The second was, they were adaptable. Every guide was flexible in the way they led. Sometimes they could just have a nice chat and a conversation with you. Other times, it was, “Don’t step to the left, don’t step to the right, or you’re going to die.” They had this power of being both “affiliative” — they were friendly and nice — and yet, they could be quite demanding when they needed to be. That’s a quality that a business leader needs — to be able to be flexible and have different leadership styles.
[email protected]: I would think there are many times when leaders aren’t flexible enough.
Maxwell: [It’s] the same with being coercive. There are times on the mountain when a guide would have to say, “Do this. And if you don’t do what I tell you, you’re going to have a problem.” But if you’re like that all the time, it’s not going to work. So, guides have learned to be flexible and use the right style at the right time. That’s one of the keys that business people need to learn. They can simply go and read Dan [Goleman’s] great article in The Harvard Business Review, and it will give them a great list of the six styles.
[email protected]: I want to go back to social intelligence. In the course of a day of business, we assume things that happen. We don’t necessarily make that correlation with social intelligence all the time.
Maxwell: We often get it confused with emotional intelligence, which is, “I’m self-aware, and I’m aware of others. I have antenna that can pick up your emotions, and I can feel empathy.” I think most people are pretty well in tune with emotional intelligence.
Social intelligence takes it a step further. It’s about relationships. It’s about building positive relationships. It’s about making relationships at work, based on trust and intimacy. Social intelligence is just that extra step of, “I want to form a relationship that really works, and I’m going to manage that relationship.”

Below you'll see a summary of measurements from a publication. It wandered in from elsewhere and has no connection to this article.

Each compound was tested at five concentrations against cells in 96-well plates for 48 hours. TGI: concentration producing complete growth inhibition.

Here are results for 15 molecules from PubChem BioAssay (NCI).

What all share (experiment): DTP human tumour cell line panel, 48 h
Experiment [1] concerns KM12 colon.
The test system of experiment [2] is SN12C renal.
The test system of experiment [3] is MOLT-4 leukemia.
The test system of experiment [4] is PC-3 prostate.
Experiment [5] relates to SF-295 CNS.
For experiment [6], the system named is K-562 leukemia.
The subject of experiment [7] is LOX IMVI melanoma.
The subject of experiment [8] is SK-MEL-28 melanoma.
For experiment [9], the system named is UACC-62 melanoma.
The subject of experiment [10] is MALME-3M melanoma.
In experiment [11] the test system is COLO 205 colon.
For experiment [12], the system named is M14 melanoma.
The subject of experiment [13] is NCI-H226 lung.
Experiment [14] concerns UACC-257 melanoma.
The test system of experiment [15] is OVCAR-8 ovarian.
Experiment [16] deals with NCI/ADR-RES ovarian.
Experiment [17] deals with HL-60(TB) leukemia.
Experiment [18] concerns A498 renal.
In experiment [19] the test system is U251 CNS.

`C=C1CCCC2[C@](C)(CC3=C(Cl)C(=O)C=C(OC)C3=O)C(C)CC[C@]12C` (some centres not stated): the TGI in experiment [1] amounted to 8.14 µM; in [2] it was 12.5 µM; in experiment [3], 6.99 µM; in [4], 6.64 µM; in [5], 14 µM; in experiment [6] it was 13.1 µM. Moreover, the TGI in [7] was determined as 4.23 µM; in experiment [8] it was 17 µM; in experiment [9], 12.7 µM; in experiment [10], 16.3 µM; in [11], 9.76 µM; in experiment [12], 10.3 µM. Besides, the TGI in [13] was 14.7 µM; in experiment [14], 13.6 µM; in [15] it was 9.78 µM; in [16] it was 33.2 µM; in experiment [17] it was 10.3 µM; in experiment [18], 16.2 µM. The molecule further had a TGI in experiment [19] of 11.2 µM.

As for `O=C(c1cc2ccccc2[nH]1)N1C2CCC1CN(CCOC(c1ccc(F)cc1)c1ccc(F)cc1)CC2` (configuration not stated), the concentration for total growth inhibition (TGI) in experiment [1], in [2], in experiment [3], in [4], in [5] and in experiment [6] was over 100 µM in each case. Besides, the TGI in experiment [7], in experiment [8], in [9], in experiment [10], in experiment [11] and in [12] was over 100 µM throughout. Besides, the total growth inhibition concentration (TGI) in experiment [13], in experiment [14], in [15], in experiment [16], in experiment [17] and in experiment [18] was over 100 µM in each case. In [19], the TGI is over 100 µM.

[email protected]: That seems to be something that more companies are doing these days, when you think about having the flexibility to work from home, or work from the office.
Maxwell: Yes. You’re also dealing with so many different cultures in the workplace now. It really requires a manager to be socially intelligent, and be thoughtful about, “What kind of relationship do I want to build? And how do I maintain it?”
[email protected]: Empowering others is a part of what these guides do. But when you think about it in an office setting, that’s a core need — to be able to empower others to get the most out of themselves.
Maxwell: I think so, too. Guides empower their clients to reach a summit that they never thought they would be able to reach. And it definitely applies in business. We’ve talked about empowerment for years and years. Some authors say empowerment is really about removing obstacles in your way. That’s pretty much what a guide would do. A guide would help you manage the weather, manage the route, and get to the summit, and empower you.
A friend of mine who’s a guide says, “My job is not to give you a hand up from the summit. My job is to provide the shoulders for you to stand on. But it’s not my job to pull you up.” In business, you need to tell people, “I’m here to remove the road blocks that are in your way. But you need to succeed. And it’s my job to help you, in any way I can. But I can’t do it for you. That’s why you’re needed here.”
[email protected]: That is the expectation of the people in that troupe or on that tour. Employees in a company also have that expectation of attaining that empowerment.
Maxwell: That’s right. There’s a great study by